California Condors

Guide to Seeing California Condors in Their Namesake State

California Condor in Big Sur
California Condor in Big Sur. Doug Steakley/Getty Images

A California Condor is a bird with a wingspan almost as long as a Mini Cooper automobile. And the story of their return from the brink of extinction can make nature lovers go all misty-eyed when they hear it told.

It's quite an exciting moment when you see one or more of these massive birds soaring over the California landscape.

This article includes all the places you can go to California to see them. And you can do that any time of year. The big birds don't migrate, although they move frequently within their growing territory, especially between Pinnacle National Park and Big Sur. 

Seeing California Condors in Big Sur

The best place in Big Sur to see California condors is near the flagpole at the Julia Pfeiffer Burns State Park entrance. Or look for them riding thermal updrafts along the cliffs between there and the town of Big Sur.

The Ventana Wildlife Society offers guided condor tours the second Sunday of the month. They also host full-day trips that include a visit to the condor base camp. Their guides use radio signals to track the birds, giving you the best chance of seeing them.

The Ventana Wildlife Society also operates a very fun to watch Condor Cam, with a view of a remote site where the big birds hang out. Check out the Condor Cam here.

Watching California Condors at Pinnacles National Park

Almost two dozen California condors live at Pinnacles National Park, which is accessible through Hollister or Soledad. The most likely place to see them is the High Peaks in the early morning or early evening, but it's a strenuous hike to get there.

You may also see them on the ridge just south of the campground, where they soar on morning thermals along the ridge and roost in the trees.

Outdoor outfitter REI offers hiking tours to see the condors in Pinnacles National Park.

California Condor Sanctuary in Los Padres National Forest

The Sespe Condor Sanctuary in Los Padres National Forest is where the first releases of captive-raised California condor chicks happened in 1992. To help them keep thriving, it's closed to the public, but you might see the birds flying when you drive on CA Highway 33 near Ojai.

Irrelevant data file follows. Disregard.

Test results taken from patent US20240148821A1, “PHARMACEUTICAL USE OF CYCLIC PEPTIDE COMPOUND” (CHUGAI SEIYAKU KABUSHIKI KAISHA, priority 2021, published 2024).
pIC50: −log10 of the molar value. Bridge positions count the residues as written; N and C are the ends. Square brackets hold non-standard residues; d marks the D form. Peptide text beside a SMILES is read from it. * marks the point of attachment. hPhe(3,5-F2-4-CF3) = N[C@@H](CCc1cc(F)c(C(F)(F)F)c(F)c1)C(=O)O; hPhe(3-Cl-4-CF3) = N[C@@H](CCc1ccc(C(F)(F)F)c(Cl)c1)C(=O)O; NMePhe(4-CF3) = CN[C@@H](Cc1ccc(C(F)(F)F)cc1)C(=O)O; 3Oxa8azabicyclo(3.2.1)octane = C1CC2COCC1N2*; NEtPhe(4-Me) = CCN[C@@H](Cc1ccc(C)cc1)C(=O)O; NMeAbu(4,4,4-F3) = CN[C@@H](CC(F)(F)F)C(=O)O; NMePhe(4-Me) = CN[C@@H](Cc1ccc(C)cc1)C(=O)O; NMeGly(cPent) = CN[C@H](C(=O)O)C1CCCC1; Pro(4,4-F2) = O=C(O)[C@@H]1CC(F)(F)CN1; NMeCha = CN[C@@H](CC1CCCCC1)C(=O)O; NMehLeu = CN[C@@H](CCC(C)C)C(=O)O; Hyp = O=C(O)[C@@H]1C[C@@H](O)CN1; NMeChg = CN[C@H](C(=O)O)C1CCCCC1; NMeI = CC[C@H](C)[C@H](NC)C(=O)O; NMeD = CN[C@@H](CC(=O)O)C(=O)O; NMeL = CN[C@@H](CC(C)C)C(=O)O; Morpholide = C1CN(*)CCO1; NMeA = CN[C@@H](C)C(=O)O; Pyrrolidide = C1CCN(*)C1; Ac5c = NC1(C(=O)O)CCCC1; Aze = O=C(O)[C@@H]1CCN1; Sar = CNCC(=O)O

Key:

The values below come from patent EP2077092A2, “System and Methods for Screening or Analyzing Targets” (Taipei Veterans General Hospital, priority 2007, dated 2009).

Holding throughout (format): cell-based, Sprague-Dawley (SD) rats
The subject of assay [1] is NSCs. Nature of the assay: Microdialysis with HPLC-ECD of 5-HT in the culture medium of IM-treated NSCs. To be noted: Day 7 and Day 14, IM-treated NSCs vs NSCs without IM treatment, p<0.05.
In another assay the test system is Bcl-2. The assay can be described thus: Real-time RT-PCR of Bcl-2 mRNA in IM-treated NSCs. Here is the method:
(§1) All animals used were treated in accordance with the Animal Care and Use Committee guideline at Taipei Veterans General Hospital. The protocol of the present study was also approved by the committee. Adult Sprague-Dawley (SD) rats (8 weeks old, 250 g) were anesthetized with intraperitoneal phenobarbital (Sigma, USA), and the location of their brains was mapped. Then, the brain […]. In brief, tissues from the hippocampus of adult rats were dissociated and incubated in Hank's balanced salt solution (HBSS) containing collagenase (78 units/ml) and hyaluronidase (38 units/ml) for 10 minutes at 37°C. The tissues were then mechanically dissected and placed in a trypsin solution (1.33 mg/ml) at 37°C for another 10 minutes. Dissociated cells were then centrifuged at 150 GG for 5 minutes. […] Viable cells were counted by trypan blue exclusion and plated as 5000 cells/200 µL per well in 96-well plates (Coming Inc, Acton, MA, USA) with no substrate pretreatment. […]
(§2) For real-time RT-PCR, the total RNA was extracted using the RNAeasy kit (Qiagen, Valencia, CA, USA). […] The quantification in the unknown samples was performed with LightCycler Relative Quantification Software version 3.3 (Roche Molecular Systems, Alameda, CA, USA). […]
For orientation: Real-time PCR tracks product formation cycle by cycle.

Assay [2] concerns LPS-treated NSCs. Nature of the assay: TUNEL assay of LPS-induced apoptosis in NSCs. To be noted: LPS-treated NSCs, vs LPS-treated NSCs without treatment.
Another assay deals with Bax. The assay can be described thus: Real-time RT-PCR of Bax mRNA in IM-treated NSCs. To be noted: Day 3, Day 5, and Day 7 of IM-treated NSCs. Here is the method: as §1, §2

Seeing California Condors in the Zoo

The Los Angeles Zoo has been very active in condor conservation efforts, hatching more than 100 birds. However, they do not keep any of them at the zoo itself. Learn about the Los Angeles Zoo's conservation efforts.

The San Diego Zoo was the first facility in the world to hatch a California condor. You can see California Condors on display at their Safari Park.

In 2007, the Santa Barbara Zoo became the second place in California where the general public can view the condors.

California Condor Watching Tips

California condors are free-ranging, wild creatures and sometimes they just don't show up, no matter where you are or how much you want to see them.

California condors are easy to identify. Their 9-foot wingspan is almost twice as wide as a turkey vulture. When gliding, they don't wobble, and they are so black that they look like someone drew them with a felt-tipped marker. You may also see identification bands on their wings.

Bring binoculars. You can see them better.

Photographing moving birds is difficult. Practice "panning," following birds with your camera before you go and remember: don't stop following when you press the shutter.

California condors are free-ranging, wild creatures and sometimes they just don't show up, no matter where you are or how much you want to see them.

Recovery of the Condor

The California Condor (Gymnogyps californianus) is the largest flying bird in the Western Hemisphere, with a wingspan up to almost 10 feet (3 meters). Adults are more than 4 feet (1.5 meters) long and weigh up to 30 pounds (13 kg).

Condors live almost as long as humans, up to 60 years, but in the late 1980s, the species' fate was in question. With the wild population down to twenty-some birds, scientists took the bold step of collecting all the remaining animals. In 1987, the last wild condor joined 26 others already in captivity.

In 1992, the first birds were placed back into the wild. In 2008, wild California condors outnumbered those in captivity for the first time in over 20 years. Today the population is well over 400 worldwide. They live in California, Utah, Arizona, and Baja, Mexico.